What Home Remedies Kill Heartburn
Heartburn can cause an uncomfortable burning sensation in the chest. Here are 15 natural remedies to relieve heartburn and alleviate symptoms

Heartburn can be triggered by the foods you eat, or it may be the result of gastroesophageal reflux disease (GERD). Heartburn can be uncomfortable, as it causes a burning sensation in the chest when stomach acids back up into the esophagus.

Here are 15 natural ways to relieve heartburn and alleviate symptoms.

15 home remedies for heartburn

  1. Cool water: Taking sips of cold water may help alleviate the burning sensation.
  2. Cold milk: Calcium in milk helps maintain your body’s pH balance and aids in digestion.
  3. Buttermilk: Buttermilk contains lactic acid that helps neutralize stomach acidity.
  4. Ice cream: Eating ice cream is a delicious and effective way to combat heartburn.
  5. Cinnamon: Cinnamon works as a natural antacid and can soothe the stomach by improving digestion and absorption.
  6. Bananas: Bananas are extremely beneficial for the stomach lining because of its high fiber and potassium content, which helps with mucus production in the stomach, thus preventing excess acid formation.
  7. Ginger: Ginger helps reduce acids and decreases inflammation.
  8. Aloe vera: Aloe vera has anti-inflammatory properties that can soothe an irritated esophagus.
  9. Basil leaves: Basil leaves stimulate the stomach to produce more mucus, which in turn helps relieve heartburn.
  10. Fennel seeds: Fennel contains anethole, an anti-inflammatory that can relax the stomach walls.
  11. Pineapple juice: Pineapple juice contains bromelain, an enzyme that helps control levels of hydrochloric acid in the stomach.
  12. Almonds: Almonds are rich in natural oils, which soothe and neutralize acidity.
  13. Jaggery: Jaggery is a sugar substitute with high magnesium content, which helps balance stomach acidity
  14. Baking soda: A little baking soda mixed with water can reduce acid secretion in the stomach.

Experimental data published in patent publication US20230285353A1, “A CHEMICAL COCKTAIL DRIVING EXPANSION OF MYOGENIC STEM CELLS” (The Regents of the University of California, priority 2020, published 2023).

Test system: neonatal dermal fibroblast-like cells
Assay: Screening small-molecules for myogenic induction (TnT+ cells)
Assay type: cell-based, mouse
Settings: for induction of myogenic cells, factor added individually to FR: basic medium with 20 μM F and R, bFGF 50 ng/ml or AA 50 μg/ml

15. Chewing gum: Gum stimulates the flow of saliva, which in turn keeps acid levels down and balances pH levels.

What causes heartburn?

Heartburn may be a result of weakening of the lower esophageal sphincter located at the junction of the esophagus and the stomach, which acts as a barrier that blocks acidic contents of the stomach from flowing up into the esophagus.

Food passes down the esophagus and is digested by the acids produced by gastric glands in the inner lining of the stomach. Excess secretion of acids from the gastric glands can be triggered by: 

How is acid reflux diagnosed?

If you experience heartburn 2 or more times a week, you may be suffering from GERD and should consult a gastroenterologist. Tests used to diagnose the condition may include:

  • Gastrointestinal (GI) endoscopy: Involves inserting a small, flexible tube with a camera through the mouth to view the GI tract.
  • Ambulatory acid probe test: A 24-hour probe study to monitor the esophageal pH
  • Esophageal manometry: Done through a catheter that measures pressure and movement in the esophagus.

SLIDESHOW

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How is heartburn treated?

Repeated exposure to stomach acid can cause serious damage to the esophagus and increases the risk of developing esophageal cancer.

You can manage or prevent uncomfortable symptoms by making diet and lifestyle modifications:

  • Avoid spicy, oily, and processed foods
  • Eat meals at regular times
  • Consume smaller portions of food at a time
  • Avoid eating at least 3 hours before bedtime
  • Maintain a healthy weight
  • Avoid or quit alcohol and tobacco
  • Practice good sleep hygiene
  • Avoid stress
  • Limit caffeine intake
  • Drink plenty of water
  • Exercise regularly
  • Avoid tight-fitting clothes
  • Try chewing gum for 30 minutes to an hour

Based on your symptoms, your doctor may prescribe medicines to counteract hyper acid secretions. It’s important to remember, however, that long-term consumption of these medications can cause issues with bone and kidney health:

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Medically Reviewed on 1/10/2022
References
Image Source: iStock Images

Poonam Sachdev. Heartburn. WebMD: https://www.webmd.com/heartburn-gerd/guide/understanding-heartburn-basics

Heartburn. American Academy of Family Physicians: https://familydoctor.org/condition/heartburn/

Heartburn. Cleveland Clinic: https://my.clevelandclinic.org/health/diseases/9617-heartburn-overview